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Noting a notable woman
Somewhat fittingly, another act of -- well, if not kindness, at least civility -- involves Jane Austen, a genteel author who wrote anonymously because women in the England of her time simply did not bring public attention to themselves.
Last spring, the Bank of England set off a bit of a tempest when it announced it would drop one of the few women -- social reformer Elizabeth Fry -- on its currency.
In a stiff-upper-lip type protest, tens of thousands of people signed a petition questioning the message that lack of representation would send to young women (only the indefatigable Queen Elizabeth II would remain on official currency).
British lawmakers, in turn, asked the bank to reflect upon its decision. Judiciously, the venerable institution agreed that the critically acclaimed Jane Austen "certainly merits a place in the select group of historical figures to appear on our banknotes."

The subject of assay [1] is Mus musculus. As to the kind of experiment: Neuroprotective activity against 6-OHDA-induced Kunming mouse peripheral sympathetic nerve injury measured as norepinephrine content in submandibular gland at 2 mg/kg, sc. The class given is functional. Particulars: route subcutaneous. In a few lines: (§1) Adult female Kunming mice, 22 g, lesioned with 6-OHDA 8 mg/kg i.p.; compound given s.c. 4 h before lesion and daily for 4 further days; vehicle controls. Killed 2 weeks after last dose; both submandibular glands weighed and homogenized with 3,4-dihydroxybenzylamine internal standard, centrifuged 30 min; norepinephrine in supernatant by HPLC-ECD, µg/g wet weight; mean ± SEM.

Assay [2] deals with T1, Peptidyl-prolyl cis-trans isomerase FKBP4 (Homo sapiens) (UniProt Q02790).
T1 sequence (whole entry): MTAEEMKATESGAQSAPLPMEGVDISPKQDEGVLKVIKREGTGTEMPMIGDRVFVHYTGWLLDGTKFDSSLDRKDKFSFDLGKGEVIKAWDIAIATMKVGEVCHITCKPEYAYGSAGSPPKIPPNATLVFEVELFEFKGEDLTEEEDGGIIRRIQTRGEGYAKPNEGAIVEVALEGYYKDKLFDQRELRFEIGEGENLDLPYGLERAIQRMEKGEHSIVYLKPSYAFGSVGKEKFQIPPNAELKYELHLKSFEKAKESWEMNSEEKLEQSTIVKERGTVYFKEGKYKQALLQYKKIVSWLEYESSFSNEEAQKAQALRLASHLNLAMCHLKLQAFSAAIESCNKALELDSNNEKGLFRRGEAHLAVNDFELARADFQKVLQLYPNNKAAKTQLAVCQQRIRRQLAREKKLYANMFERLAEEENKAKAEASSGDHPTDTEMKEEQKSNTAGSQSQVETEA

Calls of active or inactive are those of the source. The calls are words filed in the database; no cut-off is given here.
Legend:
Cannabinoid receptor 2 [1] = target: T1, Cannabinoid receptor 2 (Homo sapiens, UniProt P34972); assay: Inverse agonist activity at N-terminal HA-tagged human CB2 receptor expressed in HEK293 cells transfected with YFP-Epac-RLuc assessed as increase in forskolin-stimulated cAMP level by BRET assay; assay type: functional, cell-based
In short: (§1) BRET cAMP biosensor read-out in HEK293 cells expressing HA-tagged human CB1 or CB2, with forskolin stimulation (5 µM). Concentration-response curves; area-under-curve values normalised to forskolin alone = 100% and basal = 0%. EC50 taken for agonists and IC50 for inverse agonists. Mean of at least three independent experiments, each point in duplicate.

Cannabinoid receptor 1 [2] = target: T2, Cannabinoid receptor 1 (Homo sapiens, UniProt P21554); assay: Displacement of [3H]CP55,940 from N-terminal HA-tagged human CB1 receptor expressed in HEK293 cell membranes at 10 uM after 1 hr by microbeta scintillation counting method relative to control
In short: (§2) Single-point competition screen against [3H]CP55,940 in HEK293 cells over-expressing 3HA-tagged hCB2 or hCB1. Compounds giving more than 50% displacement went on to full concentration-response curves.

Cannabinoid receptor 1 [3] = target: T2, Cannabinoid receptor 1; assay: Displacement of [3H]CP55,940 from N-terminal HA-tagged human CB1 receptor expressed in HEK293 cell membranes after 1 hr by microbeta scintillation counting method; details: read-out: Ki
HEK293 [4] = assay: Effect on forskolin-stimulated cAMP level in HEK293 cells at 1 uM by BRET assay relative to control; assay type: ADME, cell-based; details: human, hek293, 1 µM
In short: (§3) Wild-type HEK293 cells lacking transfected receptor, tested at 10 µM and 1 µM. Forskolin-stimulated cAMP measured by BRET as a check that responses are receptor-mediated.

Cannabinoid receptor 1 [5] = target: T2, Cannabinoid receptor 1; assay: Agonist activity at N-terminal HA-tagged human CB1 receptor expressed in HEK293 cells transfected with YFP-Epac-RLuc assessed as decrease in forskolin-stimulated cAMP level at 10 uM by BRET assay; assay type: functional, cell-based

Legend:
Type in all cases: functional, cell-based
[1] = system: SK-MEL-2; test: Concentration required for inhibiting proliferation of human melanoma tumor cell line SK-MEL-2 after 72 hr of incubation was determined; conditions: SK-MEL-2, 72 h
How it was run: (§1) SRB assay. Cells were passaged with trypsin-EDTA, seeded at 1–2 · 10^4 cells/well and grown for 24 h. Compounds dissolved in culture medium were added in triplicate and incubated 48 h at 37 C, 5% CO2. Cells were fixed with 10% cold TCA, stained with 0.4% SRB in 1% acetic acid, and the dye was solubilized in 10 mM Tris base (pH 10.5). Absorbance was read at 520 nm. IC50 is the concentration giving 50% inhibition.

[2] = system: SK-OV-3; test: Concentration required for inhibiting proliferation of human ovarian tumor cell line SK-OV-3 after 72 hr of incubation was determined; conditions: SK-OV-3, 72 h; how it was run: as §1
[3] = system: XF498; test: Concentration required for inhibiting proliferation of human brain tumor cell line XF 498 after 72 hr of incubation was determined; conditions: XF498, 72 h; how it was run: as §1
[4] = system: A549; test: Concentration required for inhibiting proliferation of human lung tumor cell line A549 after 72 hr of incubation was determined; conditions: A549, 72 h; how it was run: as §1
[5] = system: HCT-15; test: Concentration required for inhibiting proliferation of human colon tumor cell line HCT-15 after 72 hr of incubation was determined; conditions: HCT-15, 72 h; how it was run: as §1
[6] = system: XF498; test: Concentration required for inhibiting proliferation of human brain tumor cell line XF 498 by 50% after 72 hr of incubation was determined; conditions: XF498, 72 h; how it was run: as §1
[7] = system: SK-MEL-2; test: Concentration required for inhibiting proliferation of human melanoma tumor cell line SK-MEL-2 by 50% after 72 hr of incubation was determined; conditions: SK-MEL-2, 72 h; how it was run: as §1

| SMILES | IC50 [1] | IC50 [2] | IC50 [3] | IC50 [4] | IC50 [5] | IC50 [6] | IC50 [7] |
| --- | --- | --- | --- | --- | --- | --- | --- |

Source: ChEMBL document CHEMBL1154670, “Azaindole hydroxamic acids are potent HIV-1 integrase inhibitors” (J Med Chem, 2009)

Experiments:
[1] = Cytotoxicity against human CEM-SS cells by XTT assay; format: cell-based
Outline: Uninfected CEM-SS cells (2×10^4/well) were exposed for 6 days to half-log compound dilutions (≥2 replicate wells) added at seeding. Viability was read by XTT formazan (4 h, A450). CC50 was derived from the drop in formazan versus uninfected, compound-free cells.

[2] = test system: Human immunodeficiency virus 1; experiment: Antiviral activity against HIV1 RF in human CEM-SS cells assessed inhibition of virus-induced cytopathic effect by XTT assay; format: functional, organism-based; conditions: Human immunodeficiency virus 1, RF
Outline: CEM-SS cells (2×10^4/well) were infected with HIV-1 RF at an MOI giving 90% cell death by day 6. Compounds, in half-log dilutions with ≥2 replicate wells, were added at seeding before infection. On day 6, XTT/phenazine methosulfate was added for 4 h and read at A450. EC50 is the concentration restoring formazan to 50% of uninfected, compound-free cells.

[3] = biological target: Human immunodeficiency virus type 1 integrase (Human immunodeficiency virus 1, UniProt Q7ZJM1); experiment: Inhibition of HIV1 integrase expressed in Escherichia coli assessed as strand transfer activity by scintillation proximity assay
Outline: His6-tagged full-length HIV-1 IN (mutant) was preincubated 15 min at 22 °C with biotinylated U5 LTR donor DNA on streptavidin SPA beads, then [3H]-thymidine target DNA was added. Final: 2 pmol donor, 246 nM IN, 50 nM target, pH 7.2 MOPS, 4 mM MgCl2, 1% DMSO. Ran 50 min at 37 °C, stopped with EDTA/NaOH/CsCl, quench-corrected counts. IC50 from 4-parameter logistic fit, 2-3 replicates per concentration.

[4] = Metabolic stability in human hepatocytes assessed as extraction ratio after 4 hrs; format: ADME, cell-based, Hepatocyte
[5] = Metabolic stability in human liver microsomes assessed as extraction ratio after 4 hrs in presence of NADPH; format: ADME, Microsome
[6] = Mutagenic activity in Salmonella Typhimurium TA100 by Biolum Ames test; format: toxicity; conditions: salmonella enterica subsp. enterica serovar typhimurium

Austen, who kept a very private profile as a novelist -- she used the byline "By a Lady" -- might have nodded demurely. But her comments on money and fortune remain sharp 200 years later. In "Mansfield Park," she wrote: "A large income is the best recipe for happiness I ever heard of."
Above: Governor of the Bank of England Mark Carney speaks at the presentation of the concept design for the new 10-pound banknote featuring author Jane Austen.
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